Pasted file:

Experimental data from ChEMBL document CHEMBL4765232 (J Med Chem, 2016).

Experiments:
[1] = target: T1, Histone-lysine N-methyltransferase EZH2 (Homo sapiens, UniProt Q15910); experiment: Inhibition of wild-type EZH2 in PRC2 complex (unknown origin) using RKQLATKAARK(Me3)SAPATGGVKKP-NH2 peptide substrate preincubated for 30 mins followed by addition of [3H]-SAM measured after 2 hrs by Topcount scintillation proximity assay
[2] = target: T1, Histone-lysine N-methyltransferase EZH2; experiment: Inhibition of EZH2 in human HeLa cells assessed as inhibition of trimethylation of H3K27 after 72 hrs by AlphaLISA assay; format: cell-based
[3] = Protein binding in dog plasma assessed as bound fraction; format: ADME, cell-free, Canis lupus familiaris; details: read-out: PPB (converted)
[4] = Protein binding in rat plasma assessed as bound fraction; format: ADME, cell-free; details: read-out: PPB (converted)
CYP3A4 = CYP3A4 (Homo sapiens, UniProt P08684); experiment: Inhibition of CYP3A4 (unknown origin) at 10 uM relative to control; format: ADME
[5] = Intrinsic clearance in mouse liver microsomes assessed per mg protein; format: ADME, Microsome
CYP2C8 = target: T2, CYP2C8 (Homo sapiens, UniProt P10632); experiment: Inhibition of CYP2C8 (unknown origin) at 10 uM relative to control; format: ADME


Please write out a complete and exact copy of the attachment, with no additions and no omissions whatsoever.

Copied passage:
Experimental data from ChEMBL document CHEMBL4765232 (J Med Chem, 2016).

Experiments:
[1] = target: T1, Histone-lysine N-methyltransferase EZH2 (Homo sapiens, UniProt Q15910); experiment: Inhibition of wild-type EZH2 in PRC2 complex (unknown origin) using RKQLATKAARK(Me3)SAPATGGVKKP-NH2 peptide substrate preincubated for 30 mins followed by addition of [3H]-SAM measured after 2 hrs by Topcount scintillation proximity assay
[2] = target: T1, Histone-lysine N-methyltransferase EZH2; experiment: Inhibition of EZH2 in human HeLa cells assessed as inhibition of trimethylation of H3K27 after 72 hrs by AlphaLISA assay; format: cell-based
[3] = Protein binding in dog plasma assessed as bound fraction; format: ADME, cell-free, Canis lupus familiaris; details: read-out: PPB (converted)
[4] = Protein binding in rat plasma assessed as bound fraction; format: ADME, cell-free; details: read-out: PPB (converted)
CYP3A4 = CYP3A4 (Homo sapiens, UniProt P08684); experiment: Inhibition of CYP3A4 (unknown origin) at 10 uM relative to control; format: ADME
[5] = Intrinsic clearance in mouse liver microsomes assessed per mg protein; format: ADME, Microsome
CYP2C8 = target: T2, CYP2C8 (Homo sapiens, UniProt P10632); experiment: Inhibition of CYP2C8 (unknown origin) at 10 uM relative to control; format: ADME